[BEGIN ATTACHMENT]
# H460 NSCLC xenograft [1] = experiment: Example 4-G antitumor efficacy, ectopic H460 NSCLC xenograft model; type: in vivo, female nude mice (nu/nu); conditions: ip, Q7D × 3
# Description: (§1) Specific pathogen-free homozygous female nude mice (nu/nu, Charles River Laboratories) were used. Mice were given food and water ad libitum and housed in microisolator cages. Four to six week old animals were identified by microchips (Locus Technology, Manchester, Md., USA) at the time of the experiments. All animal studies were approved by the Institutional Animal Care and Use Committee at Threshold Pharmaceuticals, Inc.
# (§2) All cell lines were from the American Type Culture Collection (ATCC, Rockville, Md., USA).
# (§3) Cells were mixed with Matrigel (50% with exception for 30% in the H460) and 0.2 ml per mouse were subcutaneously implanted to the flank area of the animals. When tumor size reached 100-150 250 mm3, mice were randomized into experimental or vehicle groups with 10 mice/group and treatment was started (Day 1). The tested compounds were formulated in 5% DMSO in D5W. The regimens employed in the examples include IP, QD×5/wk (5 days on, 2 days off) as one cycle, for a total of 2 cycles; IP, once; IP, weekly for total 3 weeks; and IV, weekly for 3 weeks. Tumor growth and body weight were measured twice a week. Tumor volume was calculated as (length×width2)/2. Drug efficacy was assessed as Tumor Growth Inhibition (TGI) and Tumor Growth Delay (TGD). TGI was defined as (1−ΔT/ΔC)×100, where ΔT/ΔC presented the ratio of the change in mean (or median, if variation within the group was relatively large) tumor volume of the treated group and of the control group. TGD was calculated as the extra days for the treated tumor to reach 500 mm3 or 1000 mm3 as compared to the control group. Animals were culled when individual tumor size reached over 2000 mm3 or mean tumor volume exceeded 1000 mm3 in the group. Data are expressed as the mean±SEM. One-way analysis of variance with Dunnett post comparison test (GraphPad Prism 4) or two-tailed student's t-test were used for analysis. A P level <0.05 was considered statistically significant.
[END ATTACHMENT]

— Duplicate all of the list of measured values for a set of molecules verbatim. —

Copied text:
# H460 NSCLC xenograft [1] = experiment: Example 4-G antitumor efficacy, ectopic H460 NSCLC xenograft model; type: in vivo, female nude mice (nu/nu); conditions: ip, Q7D × 3
# Description: (§1) Specific pathogen-free homozygous female nude mice (nu/nu, Charles River Laboratories) were used. Mice were given food and water ad libitum and housed in microisolator cages. Four to six week old animals were identified by microchips (Locus Technology, Manchester, Md., USA) at the time of the experiments. All animal studies were approved by the Institutional Animal Care and Use Committee at Threshold Pharmaceuticals, Inc.
# (§2) All cell lines were from the American Type Culture Collection (ATCC, Rockville, Md., USA).
# (§3) Cells were mixed with Matrigel (50% with exception for 30% in the H460) and 0.2 ml per mouse were subcutaneously implanted to the flank area of the animals. When tumor size reached 100-150 250 mm3, mice were randomized into experimental or vehicle groups with 10 mice/group and treatment was started (Day 1). The tested compounds were formulated in 5% DMSO in D5W. The regimens employed in the examples include IP, QD×5/wk (5 days on, 2 days off) as one cycle, for a total of 2 cycles; IP, once; IP, weekly for total 3 weeks; and IV, weekly for 3 weeks. Tumor growth and body weight were measured twice a week. Tumor volume was calculated as (length×width2)/2. Drug efficacy was assessed as Tumor Growth Inhibition (TGI) and Tumor Growth Delay (TGD). TGI was defined as (1−ΔT/ΔC)×100, where ΔT/ΔC presented the ratio of the change in mean (or median, if variation within the group was relatively large) tumor volume of the treated group and of the control group. TGD was calculated as the extra days for the treated tumor to reach 500 mm3 or 1000 mm3 as compared to the control group. Animals were culled when individual tumor size reached over 2000 mm3 or mean tumor volume exceeded 1000 mm3 in the group. Data are expressed as the mean±SEM. One-way analysis of variance with Dunnett post comparison test (GraphPad Prism 4) or two-tailed student's t-test were used for analysis. A P level <0.05 was considered statistically significant.